The harnessing of small amounts of kinetic energy, is a task particularly well suited to triboelectric devices. These devices make use of the fact that all materials have a unique affinity for electrons. As a consequence, when one material is pushed into contact with a second, different material, a small electric current is generated. If the natural movement of leaves could be used to bring them repeatedly into close contact with a material that possessed appropriate properties, then through the principles of triboelectricity, useful electric current could be generated.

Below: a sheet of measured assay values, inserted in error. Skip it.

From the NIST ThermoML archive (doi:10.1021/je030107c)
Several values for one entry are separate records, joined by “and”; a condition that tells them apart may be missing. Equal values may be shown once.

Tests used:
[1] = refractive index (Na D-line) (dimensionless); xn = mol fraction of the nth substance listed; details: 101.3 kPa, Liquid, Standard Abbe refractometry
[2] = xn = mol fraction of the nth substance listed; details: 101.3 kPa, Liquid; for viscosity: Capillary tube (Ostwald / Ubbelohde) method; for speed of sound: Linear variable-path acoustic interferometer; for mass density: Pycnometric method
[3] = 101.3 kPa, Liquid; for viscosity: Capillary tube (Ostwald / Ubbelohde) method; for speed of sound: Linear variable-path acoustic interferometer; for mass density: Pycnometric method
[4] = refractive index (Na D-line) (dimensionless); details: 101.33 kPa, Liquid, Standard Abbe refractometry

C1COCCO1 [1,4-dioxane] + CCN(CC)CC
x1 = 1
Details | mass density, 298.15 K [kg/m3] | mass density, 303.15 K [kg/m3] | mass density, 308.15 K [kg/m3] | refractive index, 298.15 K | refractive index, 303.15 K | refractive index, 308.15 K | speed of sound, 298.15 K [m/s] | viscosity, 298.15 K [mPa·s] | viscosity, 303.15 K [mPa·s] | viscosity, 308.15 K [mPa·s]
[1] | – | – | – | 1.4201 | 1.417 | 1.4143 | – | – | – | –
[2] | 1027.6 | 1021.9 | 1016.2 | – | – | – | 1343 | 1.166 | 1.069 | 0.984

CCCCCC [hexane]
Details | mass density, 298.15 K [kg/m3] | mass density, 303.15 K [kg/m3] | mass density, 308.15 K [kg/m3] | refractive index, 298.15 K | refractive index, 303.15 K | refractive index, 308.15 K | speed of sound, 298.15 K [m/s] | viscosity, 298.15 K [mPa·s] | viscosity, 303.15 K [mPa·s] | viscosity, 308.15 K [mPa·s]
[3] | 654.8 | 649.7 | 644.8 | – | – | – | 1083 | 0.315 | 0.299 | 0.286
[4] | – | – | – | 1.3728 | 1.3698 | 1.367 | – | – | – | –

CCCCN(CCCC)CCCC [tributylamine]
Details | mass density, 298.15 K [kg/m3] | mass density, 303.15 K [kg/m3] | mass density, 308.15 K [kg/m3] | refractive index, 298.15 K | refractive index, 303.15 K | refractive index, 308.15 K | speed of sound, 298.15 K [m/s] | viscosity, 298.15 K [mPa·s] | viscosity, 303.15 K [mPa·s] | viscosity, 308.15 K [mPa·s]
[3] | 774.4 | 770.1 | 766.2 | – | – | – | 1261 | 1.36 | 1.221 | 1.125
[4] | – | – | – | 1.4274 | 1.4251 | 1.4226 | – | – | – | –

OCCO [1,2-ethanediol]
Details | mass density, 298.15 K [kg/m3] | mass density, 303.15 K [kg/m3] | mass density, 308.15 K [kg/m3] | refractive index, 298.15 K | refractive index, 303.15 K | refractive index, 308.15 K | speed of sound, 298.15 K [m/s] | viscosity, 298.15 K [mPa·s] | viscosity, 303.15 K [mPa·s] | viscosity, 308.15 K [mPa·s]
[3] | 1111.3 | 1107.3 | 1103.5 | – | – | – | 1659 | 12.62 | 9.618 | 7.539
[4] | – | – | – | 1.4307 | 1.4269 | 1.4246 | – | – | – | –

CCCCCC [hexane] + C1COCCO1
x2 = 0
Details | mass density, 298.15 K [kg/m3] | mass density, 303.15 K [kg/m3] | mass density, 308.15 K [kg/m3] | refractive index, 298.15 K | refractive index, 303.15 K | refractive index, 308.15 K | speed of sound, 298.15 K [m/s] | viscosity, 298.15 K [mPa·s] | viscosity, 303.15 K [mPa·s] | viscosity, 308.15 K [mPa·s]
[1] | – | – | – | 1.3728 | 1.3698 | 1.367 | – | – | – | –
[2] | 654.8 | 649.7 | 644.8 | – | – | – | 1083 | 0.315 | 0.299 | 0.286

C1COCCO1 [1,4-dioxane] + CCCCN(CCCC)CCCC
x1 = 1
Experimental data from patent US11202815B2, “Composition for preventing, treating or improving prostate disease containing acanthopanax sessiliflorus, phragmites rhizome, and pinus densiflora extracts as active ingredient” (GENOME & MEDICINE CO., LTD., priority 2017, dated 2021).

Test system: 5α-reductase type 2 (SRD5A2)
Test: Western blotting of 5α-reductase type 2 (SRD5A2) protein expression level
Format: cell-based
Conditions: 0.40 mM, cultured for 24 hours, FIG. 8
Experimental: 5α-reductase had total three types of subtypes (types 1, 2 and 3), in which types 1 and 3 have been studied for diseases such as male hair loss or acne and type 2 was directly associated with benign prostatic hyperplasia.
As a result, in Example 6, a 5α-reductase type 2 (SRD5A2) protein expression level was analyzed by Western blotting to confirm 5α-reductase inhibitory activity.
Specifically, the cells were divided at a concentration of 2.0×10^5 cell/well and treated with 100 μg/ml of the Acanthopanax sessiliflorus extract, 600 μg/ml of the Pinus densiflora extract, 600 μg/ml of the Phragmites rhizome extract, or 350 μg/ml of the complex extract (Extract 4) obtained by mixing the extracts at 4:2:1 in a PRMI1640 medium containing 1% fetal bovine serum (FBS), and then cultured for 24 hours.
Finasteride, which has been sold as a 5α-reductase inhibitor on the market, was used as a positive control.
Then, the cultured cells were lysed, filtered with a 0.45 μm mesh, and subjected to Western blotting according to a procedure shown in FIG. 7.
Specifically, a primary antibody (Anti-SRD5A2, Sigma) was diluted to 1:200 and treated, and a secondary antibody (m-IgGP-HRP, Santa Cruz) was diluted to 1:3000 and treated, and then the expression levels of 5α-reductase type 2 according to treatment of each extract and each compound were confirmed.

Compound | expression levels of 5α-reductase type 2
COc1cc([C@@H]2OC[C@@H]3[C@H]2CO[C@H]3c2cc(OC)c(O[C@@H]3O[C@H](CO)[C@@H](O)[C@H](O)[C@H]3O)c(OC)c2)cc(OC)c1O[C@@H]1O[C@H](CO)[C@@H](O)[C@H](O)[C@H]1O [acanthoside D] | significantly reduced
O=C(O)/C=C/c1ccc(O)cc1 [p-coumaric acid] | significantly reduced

The careful selection of materials is crucial in order to maximize the amount of current that a triboelectric device can generate, . In a recent work, Ning Wang, Zhong Lin Wang, Xia Cao and co-workers, they conducted a series of experiments in which electrodes were attached to leaves and these leaves were vibrated against various plastics. The resulting electric currents and voltages were measured and compared. One of the combinations with the best results, used the leaf of the Hosta tree and the polymer, PMMA.

 

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